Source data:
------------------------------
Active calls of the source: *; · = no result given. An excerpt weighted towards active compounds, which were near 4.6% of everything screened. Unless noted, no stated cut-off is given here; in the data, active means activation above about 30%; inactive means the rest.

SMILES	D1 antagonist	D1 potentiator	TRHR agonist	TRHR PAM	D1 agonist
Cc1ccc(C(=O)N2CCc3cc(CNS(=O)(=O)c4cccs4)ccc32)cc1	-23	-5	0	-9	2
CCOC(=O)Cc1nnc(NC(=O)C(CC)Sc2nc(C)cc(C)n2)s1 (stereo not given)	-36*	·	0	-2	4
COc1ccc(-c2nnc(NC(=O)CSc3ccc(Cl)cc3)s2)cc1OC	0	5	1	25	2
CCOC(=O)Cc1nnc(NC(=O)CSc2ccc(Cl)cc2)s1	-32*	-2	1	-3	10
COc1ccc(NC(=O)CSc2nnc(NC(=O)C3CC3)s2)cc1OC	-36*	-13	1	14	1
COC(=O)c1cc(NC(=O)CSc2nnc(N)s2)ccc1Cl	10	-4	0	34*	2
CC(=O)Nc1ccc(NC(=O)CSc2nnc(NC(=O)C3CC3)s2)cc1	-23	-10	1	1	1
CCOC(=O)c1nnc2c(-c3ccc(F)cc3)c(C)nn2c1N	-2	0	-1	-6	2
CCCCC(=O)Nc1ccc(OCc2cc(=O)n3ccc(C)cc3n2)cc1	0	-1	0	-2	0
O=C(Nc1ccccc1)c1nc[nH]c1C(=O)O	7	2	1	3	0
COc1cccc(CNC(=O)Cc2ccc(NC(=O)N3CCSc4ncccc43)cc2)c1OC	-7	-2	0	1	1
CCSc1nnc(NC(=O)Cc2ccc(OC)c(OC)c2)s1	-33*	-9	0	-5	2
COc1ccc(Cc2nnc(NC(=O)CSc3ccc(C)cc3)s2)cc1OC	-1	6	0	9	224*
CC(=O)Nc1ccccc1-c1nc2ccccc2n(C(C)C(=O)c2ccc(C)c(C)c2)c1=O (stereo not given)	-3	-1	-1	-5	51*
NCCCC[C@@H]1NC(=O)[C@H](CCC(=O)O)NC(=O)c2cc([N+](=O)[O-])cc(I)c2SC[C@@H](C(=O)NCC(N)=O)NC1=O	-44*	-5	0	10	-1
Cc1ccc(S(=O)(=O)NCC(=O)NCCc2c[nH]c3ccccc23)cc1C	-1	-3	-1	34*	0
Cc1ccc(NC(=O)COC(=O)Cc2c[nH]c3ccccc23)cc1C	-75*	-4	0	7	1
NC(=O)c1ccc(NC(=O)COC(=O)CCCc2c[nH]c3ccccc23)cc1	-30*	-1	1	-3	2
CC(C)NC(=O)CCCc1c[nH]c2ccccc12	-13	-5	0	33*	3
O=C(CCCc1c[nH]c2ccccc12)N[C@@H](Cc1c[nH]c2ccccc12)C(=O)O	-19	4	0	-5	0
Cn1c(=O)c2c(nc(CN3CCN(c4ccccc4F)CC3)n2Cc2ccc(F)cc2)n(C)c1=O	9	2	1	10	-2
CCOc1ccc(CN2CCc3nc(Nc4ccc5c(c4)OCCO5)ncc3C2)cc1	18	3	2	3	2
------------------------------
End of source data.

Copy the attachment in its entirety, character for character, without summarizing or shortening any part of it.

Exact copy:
Active calls of the source: *; · = no result given. An excerpt weighted towards active compounds, which were near 4.6% of everything screened. Unless noted, no stated cut-off is given here; in the data, active means activation above about 30%; inactive means the rest.

SMILES	D1 antagonist	D1 potentiator	TRHR agonist	TRHR PAM	D1 agonist
Cc1ccc(C(=O)N2CCc3cc(CNS(=O)(=O)c4cccs4)ccc32)cc1	-23	-5	0	-9	2
CCOC(=O)Cc1nnc(NC(=O)C(CC)Sc2nc(C)cc(C)n2)s1 (stereo not given)	-36*	·	0	-2	4
COc1ccc(-c2nnc(NC(=O)CSc3ccc(Cl)cc3)s2)cc1OC	0	5	1	25	2
CCOC(=O)Cc1nnc(NC(=O)CSc2ccc(Cl)cc2)s1	-32*	-2	1	-3	10
COc1ccc(NC(=O)CSc2nnc(NC(=O)C3CC3)s2)cc1OC	-36*	-13	1	14	1
COC(=O)c1cc(NC(=O)CSc2nnc(N)s2)ccc1Cl	10	-4	0	34*	2
CC(=O)Nc1ccc(NC(=O)CSc2nnc(NC(=O)C3CC3)s2)cc1	-23	-10	1	1	1
CCOC(=O)c1nnc2c(-c3ccc(F)cc3)c(C)nn2c1N	-2	0	-1	-6	2
CCCCC(=O)Nc1ccc(OCc2cc(=O)n3ccc(C)cc3n2)cc1	0	-1	0	-2	0
O=C(Nc1ccccc1)c1nc[nH]c1C(=O)O	7	2	1	3	0
COc1cccc(CNC(=O)Cc2ccc(NC(=O)N3CCSc4ncccc43)cc2)c1OC	-7	-2	0	1	1
CCSc1nnc(NC(=O)Cc2ccc(OC)c(OC)c2)s1	-33*	-9	0	-5	2
COc1ccc(Cc2nnc(NC(=O)CSc3ccc(C)cc3)s2)cc1OC	-1	6	0	9	224*
CC(=O)Nc1ccccc1-c1nc2ccccc2n(C(C)C(=O)c2ccc(C)c(C)c2)c1=O (stereo not given)	-3	-1	-1	-5	51*
NCCCC[C@@H]1NC(=O)[C@H](CCC(=O)O)NC(=O)c2cc([N+](=O)[O-])cc(I)c2SC[C@@H](C(=O)NCC(N)=O)NC1=O	-44*	-5	0	10	-1
Cc1ccc(S(=O)(=O)NCC(=O)NCCc2c[nH]c3ccccc23)cc1C	-1	-3	-1	34*	0
Cc1ccc(NC(=O)COC(=O)Cc2c[nH]c3ccccc23)cc1C	-75*	-4	0	7	1
NC(=O)c1ccc(NC(=O)COC(=O)CCCc2c[nH]c3ccccc23)cc1	-30*	-1	1	-3	2
CC(C)NC(=O)CCCc1c[nH]c2ccccc12	-13	-5	0	33*	3
O=C(CCCc1c[nH]c2ccccc12)N[C@@H](Cc1c[nH]c2ccccc12)C(=O)O	-19	4	0	-5	0
Cn1c(=O)c2c(nc(CN3CCN(c4ccccc4F)CC3)n2Cc2ccc(F)cc2)n(C)c1=O	9	2	1	10	-2
CCOc1ccc(CN2CCc3nc(Nc4ccc5c(c4)OCCO5)ncc3C2)cc1	18	3	2	3	2